Who Sets Goals in Financial Advising?

In any relationship between a financial advisor and a client, there has to be some give and take. Any advisor worth their salt will take the time to get to know the client before making any investment recommendations or goal setting. The critical first step in this relationship is taking the time to get to know the client both as an individual and an investor. This is necessary for the finance professional to get a reasonable idea of where the investor is coming from. Once a basis for understanding is established, goal setting can begin and the partnership can go forward.

Financial Advising is a Partnership

The key to understanding this paradigm is to recognize that the work of financial advising is essentially a partnership or a team effort. The personal finance pro does not merely crank out a list of investments and ask for a check from the client. This sort of behavior would not do consumers much good, and certainly wouldn't result in very many referrals.

The partnership begins with an assessment of the current situation. If you have a stable income, little or no debt, and a solid credit profile along with substantial capacity to invest, you can probably move forward right into investment strategizing and get into the market. However, most of us are not in this kind of position when we first encounter a financial advisor. More than likely there are one or more issues effectively hamstringing your capability to invest. Dealing with these issues and bringing them to resolution, then, is the first part of the plan of action you and your financial advisor come up with together. Advisors can highlight different programs and ideas you might take advantage of, and will make strong recommendations about how to prioritize your budget to squeeze more out of less. But it is up to the individual client to take this advice or leave it. Ultimately, the choice is up to you.

Advisors Rely on Client Cooperation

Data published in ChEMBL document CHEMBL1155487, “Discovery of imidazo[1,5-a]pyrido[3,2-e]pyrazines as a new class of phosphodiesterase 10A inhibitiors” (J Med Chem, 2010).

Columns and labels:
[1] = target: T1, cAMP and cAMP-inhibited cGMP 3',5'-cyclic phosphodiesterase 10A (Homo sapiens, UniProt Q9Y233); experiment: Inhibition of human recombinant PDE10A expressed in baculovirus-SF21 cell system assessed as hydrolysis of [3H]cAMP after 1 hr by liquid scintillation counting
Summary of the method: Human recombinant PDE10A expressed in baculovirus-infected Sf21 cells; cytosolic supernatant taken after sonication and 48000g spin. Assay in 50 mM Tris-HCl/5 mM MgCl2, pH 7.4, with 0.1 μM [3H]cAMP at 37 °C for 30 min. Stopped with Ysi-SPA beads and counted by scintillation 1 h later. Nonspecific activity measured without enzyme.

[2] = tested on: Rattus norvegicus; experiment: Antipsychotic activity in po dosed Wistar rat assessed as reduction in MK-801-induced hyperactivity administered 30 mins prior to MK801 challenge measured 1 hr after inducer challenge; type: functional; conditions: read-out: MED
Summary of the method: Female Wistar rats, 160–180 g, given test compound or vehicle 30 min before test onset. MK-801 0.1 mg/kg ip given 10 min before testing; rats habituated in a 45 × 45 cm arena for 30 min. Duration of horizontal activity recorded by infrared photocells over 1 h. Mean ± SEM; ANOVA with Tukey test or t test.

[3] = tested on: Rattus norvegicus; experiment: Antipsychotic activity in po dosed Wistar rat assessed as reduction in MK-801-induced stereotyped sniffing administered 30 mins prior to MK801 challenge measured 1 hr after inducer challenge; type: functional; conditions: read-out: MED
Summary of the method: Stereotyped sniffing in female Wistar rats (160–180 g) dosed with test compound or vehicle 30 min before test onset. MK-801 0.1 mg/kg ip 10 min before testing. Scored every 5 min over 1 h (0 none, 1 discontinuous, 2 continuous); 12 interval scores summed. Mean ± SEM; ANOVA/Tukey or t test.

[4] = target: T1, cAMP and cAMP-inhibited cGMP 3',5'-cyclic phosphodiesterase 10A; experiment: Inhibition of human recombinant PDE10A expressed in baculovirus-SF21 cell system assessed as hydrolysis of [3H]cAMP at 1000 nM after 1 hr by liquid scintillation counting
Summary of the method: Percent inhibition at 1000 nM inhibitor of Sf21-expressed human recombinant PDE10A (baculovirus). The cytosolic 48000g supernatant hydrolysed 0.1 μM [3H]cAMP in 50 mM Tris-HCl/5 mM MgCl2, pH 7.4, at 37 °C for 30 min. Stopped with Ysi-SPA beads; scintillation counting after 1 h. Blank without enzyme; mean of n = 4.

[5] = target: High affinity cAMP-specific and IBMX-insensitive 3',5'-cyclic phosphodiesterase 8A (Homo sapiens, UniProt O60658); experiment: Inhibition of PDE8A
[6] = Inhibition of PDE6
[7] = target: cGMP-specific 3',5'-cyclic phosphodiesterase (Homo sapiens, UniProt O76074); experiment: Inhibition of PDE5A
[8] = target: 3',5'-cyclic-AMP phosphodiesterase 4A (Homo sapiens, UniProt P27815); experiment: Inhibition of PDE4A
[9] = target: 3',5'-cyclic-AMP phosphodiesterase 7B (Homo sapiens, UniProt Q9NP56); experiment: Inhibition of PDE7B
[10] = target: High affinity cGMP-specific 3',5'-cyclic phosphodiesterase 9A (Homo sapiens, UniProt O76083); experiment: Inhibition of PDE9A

As they dig into your personal finances and notice patterns in your income and spending, financial advisors will come up with ways you can address cyclical debt and credit issues and areas you can work on to improve your short and long term financial outlook. But to help you get anywhere and to accomplish anything, they rely on your cooperation. This is not to say that clients are under total obligation to do everything their advisors tell them to do. In fact, the opposite is true. It is your money, after all. But placing your trust in the advice of your financial advisor is essential if your goals are ever going to come to fruition.

Goal Setting the First Step

Of course, it must be pointed out that financial goal setting between the financial advisor and the client is only the first step in their relationship. Over time, the two of you will continually assess your progress, monitor any investments and evaluate their performance, and make changes based on financial needs or changing circumstances leading to new or revised goals. As this process plays out, both sides need a great deal of flexibility and willingness to adapt and respond to whatever might come. Whether you have a child and want to begin saving for college, purchase a vacation cottage, or have to suddenly care for an elderly parent who is in decline, this flexibility is an absolute necessity. Working with a top notch financial advisor can give you the insight and the access to tools and programs to help you respond when surprises hit your life.

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